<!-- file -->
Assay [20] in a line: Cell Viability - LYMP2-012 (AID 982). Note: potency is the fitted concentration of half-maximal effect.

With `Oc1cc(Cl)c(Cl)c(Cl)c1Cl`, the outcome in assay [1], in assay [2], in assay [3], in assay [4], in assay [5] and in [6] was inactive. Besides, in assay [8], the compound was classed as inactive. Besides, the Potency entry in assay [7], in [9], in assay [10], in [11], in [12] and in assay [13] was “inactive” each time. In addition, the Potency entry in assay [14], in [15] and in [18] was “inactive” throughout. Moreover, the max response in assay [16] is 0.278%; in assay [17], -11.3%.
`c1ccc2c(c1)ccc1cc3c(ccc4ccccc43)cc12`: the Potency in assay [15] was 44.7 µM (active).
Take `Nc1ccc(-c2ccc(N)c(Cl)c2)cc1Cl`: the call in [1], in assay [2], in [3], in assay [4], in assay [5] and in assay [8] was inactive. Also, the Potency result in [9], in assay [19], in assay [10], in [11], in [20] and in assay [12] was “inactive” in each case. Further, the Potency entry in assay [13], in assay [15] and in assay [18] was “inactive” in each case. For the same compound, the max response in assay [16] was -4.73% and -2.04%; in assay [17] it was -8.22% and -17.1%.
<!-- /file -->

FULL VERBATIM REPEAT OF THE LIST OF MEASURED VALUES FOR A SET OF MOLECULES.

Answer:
Assay [20] in a line: Cell Viability - LYMP2-012 (AID 982). Note: potency is the fitted concentration of half-maximal effect.

With `Oc1cc(Cl)c(Cl)c(Cl)c1Cl`, the outcome in assay [1], in assay [2], in assay [3], in assay [4], in assay [5] and in [6] was inactive. Besides, in assay [8], the compound was classed as inactive. Besides, the Potency entry in assay [7], in [9], in assay [10], in [11], in [12] and in assay [13] was “inactive” each time. In addition, the Potency entry in assay [14], in [15] and in [18] was “inactive” throughout. Moreover, the max response in assay [16] is 0.278%; in assay [17], -11.3%.
`c1ccc2c(c1)ccc1cc3c(ccc4ccccc43)cc12`: the Potency in assay [15] was 44.7 µM (active).
Take `Nc1ccc(-c2ccc(N)c(Cl)c2)cc1Cl`: the call in [1], in assay [2], in [3], in assay [4], in assay [5] and in assay [8] was inactive. Also, the Potency result in [9], in assay [19], in assay [10], in [11], in [20] and in assay [12] was “inactive” in each case. Further, the Potency entry in assay [13], in assay [15] and in assay [18] was “inactive” in each case. For the same compound, the max response in assay [16] was -4.73% and -2.04%; in assay [17] it was -8.22% and -17.1%.